Shell’s drill rigs Noble Discoverer and Kulluk were already deployed in the Arctic and were allowed to drill down almost to where the oil reservoirs are, and to then cap the holes. They had to stop periodically as giant ice floes (probably products of new dynamics in those areas resulting from global warming) and equipment problems plagued the project.
In late October and into early November, the project wound down. Both drilling rigs headed to Dutch Harbor, the most important staging port in western Alaska.
In Dutch Harbor, they underwent maintenance and readied to get out of Alaska before the end of the year, to avoid paying millions of dollars in taxes:
Officials with Royal Dutch Shell admit the company was trying to avoid $7 million in Alaska taxes by moving an oil rig to Seattle for maintenance.
The rig ran aground off the coast of Alaska. That leaves the company, which has headquarters in the Netherlands and Britain, liable for the tax as well as millions more to repair the rig and to reimburse the U.S. and Alaska governments for the cost of responding to the accident.
The company would not have had to pay equipment tax if the rig, the Kulluk, had been out of Alaska at the end of the year, The Independent, a London newspaper, said. But the grounding during a bad storm left it still in Alaskan waters on Dec. 31.
“It’s fair to say that the current tax structure related to vessels of the type influenced the timing of our departure.”
But neither vessel was able to get out of the state successfully by January 1st. The first to run afoul – with the U.S. Coast Guard – was the Noble Discoverer. When major deficiencies showed up during a Coast Guard inspection in Seward in November, where the rig had pulled in with troubles, it was impounded:
T]he U.S. Coast Guard has launched a criminal investigation into the activities of a 572-foot oil drilling and exploration ship run by the Noble corporation, a group contracted by Royal Dutch Shell to search for oil in the arctic. Noble owned the Kulluk drilling rig that ran aground in rough Alaskan seas.
The revelation that another Noble ship working for Shell may have been operating with serious safety and pollution control problems bolstered allegations from environmental activists that the oil industry is unable to conduct safe oil drilling operations in the Arctic Ocean.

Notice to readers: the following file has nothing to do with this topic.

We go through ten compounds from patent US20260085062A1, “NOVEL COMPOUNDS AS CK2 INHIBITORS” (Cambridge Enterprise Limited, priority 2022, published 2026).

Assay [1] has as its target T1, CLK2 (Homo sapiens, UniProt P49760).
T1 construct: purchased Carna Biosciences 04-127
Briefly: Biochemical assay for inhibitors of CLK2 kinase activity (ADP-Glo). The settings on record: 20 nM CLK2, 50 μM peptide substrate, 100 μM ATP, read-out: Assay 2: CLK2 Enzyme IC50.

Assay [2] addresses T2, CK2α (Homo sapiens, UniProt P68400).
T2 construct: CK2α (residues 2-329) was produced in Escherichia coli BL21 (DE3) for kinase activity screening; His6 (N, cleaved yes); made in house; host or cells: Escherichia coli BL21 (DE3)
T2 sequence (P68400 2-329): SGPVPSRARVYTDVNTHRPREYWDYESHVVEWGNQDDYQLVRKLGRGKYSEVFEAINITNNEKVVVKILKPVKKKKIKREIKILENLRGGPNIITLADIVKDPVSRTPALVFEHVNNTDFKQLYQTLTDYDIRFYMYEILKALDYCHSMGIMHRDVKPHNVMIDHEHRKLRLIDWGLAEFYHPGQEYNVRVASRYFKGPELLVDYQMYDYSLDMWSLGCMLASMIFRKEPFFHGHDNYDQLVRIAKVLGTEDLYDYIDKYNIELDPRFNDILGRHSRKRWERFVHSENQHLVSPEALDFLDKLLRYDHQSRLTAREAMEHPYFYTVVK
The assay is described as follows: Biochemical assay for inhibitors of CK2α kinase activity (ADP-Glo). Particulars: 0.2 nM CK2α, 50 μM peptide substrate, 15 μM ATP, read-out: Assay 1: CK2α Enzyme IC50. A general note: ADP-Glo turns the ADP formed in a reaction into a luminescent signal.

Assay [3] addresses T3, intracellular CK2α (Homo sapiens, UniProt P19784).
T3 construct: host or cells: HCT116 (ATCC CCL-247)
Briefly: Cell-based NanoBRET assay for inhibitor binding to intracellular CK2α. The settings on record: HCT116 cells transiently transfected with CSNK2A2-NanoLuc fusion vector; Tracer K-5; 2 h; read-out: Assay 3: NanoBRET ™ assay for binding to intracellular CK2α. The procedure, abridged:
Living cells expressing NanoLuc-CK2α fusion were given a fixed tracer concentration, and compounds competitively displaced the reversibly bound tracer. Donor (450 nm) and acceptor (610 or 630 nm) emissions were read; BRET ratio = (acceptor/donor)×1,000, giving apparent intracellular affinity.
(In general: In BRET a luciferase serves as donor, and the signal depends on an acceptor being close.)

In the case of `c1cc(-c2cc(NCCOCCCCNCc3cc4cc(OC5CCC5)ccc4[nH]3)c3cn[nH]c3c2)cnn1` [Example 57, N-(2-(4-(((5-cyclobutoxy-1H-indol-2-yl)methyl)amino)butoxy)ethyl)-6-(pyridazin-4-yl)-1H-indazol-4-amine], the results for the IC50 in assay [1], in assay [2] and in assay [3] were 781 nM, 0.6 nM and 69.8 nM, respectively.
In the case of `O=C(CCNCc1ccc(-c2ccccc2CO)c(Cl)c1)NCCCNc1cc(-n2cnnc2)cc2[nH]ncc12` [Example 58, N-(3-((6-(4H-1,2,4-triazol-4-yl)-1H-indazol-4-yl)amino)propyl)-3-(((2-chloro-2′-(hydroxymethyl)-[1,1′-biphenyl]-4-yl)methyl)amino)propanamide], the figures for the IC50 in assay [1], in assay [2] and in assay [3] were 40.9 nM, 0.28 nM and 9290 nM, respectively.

The Coast Guard conducted a routine marine safety inspection when Noble’s Discoverer arrived at a Seward, Alaska port in late November. The inspection team found serious issues with the ship’s safety management system and pollution control systems. The inspectors also listed more than a dozen “discrepancies” which, sources tell CBS News, led them to call in the Coast Guard Investigative Service (CGIS) to determine if there were violations of federal law.
Sources told CBS News that when criminal investigators arrived, the Noble Discoverer’s crew had been provided with lawyers and declined to be interviewed.
The vessel was pulled out of impoundment by late November or early December, but, interestingly, it is still in Seward.
And then came the New Year’s Eve Kulluk catastrophe. With it – still playing out – comes a host of questions:
1. Why didn’t the Aiviq and tow divert to safe waters as the storm worsened on December 27th? They had multiple options along Kodiak Island’s west coast.
2. What kind of towing winch system does the Aiviq possess? Shell’s agreement with the U.S. government to drill in Alaska’s Arctic waters requires the Aiviq to have the “Best Available Technology” aboard for its stated or usual missions.
Alaska maritime environmentalist icon Rick Steiner began investigating this soon after the incident unravelled. Here’s a bit of his correspondence with me and with the “Unified Command” on the issue:
From : Rick Steiner
Date : 01/02/13 12:21
Does the Aiviq have a dynamic tensioning Markey Automative Render and
From : Jennifer Browne (jennifer)
Date : 01/04/13 13:42
Thanks again for your question. The Aiviq is not equipped with a
dynamic tensioning Markey Automative Render and Recovery Winch.
the next day Rick wrote to me:
I’ll forward to you what I get from Markey folks, when they send….but it is possible that this wonderful vessel, the Aiviq, simply had the wrong winch!
From : Rick Steiner